On his blog, Tobias van Schneider has written brilliantly about a topic I find pretty interesting: the so-called “boring design”.
“Boring design is focusing on the things that aren't seen or immediately appreciated, but can have an equal or even greater impact as 'the cool stuff'.
By doing so, you may in fact end up designing an award-winning Terms & Conditions page. One that reinvents the way we look at Terms & Conditions (usually a neglected page with walls of text nobody wants to read). One that's celebrated for years to come. And even if you're not changing the game, you will at the very least sleep well at night, because you as the designer gave it your very best. It's a mark of character and professionalism to apply your skills and love for detail across the board, seen or unseen.”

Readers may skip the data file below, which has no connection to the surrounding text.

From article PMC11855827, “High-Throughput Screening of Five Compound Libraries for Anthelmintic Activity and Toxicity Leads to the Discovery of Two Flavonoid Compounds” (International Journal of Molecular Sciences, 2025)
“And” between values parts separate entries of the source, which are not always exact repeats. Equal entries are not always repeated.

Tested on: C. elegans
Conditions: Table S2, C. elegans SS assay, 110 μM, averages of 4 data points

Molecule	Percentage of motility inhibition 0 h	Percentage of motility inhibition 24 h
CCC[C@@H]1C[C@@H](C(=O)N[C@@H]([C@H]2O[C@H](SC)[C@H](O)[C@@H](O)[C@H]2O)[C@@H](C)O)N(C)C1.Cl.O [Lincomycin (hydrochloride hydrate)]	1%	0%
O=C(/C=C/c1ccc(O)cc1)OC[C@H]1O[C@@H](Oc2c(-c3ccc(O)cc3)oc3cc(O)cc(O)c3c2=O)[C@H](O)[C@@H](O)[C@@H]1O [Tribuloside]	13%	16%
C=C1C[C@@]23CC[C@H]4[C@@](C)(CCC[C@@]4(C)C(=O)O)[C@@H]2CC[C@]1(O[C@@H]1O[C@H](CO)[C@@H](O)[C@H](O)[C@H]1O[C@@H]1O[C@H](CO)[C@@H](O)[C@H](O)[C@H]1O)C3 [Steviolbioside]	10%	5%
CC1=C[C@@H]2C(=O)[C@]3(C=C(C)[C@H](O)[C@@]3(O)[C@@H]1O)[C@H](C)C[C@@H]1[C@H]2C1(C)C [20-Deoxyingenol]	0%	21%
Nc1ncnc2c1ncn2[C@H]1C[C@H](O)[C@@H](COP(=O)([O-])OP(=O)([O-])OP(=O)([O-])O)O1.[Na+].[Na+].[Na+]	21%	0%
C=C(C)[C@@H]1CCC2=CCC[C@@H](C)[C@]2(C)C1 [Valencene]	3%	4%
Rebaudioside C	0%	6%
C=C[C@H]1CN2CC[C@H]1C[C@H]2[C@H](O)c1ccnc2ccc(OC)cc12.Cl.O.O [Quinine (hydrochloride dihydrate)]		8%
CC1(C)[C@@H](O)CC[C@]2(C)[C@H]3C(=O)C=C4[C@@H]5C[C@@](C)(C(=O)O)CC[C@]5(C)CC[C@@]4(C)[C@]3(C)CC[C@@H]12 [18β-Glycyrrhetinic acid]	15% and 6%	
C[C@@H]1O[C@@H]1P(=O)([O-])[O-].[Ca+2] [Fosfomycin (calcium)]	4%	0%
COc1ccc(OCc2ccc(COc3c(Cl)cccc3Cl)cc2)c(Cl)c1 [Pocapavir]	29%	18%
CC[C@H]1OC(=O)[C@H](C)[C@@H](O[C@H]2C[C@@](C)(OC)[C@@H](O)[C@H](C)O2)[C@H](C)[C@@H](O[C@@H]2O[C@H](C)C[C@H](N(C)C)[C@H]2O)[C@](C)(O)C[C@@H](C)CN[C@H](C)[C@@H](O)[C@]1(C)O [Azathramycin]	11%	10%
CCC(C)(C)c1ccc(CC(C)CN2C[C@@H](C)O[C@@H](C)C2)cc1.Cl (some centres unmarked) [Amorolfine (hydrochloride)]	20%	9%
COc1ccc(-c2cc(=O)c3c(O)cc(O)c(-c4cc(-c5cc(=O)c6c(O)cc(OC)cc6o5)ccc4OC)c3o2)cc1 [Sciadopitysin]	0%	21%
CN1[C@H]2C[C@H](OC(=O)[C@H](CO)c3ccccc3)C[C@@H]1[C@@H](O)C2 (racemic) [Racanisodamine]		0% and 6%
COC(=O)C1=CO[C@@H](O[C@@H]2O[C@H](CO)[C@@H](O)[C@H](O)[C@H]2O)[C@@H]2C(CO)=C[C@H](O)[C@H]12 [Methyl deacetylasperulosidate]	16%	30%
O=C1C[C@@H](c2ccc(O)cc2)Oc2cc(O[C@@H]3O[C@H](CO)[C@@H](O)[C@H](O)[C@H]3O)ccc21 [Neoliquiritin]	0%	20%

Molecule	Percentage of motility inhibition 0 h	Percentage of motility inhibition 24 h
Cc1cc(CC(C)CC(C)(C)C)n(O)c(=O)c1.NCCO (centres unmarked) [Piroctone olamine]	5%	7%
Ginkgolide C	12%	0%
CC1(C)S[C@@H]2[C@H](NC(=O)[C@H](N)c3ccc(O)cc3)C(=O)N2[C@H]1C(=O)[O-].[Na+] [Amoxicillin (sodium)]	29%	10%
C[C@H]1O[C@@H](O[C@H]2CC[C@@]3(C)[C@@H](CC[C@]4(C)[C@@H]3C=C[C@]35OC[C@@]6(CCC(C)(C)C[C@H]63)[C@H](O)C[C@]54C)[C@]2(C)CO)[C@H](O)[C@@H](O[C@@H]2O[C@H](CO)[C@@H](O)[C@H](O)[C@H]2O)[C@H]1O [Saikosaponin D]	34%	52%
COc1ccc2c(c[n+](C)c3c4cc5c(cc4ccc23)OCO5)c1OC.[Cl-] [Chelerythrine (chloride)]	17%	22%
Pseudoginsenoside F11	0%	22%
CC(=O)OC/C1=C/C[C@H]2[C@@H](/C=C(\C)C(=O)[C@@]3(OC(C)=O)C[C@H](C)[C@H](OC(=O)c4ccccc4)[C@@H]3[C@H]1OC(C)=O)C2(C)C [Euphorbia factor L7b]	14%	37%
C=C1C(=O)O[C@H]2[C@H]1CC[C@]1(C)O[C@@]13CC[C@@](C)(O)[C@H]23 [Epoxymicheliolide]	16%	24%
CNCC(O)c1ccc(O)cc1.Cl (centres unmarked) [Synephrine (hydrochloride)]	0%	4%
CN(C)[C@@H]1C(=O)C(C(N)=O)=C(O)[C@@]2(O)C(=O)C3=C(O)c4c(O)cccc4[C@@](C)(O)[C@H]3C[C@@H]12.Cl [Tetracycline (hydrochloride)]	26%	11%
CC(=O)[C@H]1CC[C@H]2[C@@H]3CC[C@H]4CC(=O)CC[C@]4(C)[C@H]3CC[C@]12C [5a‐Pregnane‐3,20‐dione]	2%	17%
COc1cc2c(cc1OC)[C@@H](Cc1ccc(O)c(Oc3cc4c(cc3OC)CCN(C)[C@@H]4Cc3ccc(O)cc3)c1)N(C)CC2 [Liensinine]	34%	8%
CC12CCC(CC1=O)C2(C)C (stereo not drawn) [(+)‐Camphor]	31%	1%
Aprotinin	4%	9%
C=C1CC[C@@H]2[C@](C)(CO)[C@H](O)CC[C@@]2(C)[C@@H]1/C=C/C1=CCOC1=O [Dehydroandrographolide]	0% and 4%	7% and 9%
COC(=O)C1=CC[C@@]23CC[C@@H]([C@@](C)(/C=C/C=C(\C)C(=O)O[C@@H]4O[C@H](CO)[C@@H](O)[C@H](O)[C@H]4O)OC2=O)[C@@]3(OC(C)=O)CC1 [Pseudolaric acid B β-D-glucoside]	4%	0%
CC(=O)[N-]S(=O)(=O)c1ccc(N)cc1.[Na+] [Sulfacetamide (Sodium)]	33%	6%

Boring design, in reality, is just design. It's just not the flashy kind. It might not be the kind that earns you standing ovations or followers online. But to me, it is as equally important as everything else. It's a matter of pride.
Personally, I would never have thought it would be challenging to design a technical sheet for a laxative or a campaign for a neonatal calf diarrhea vaccine. I was wrong.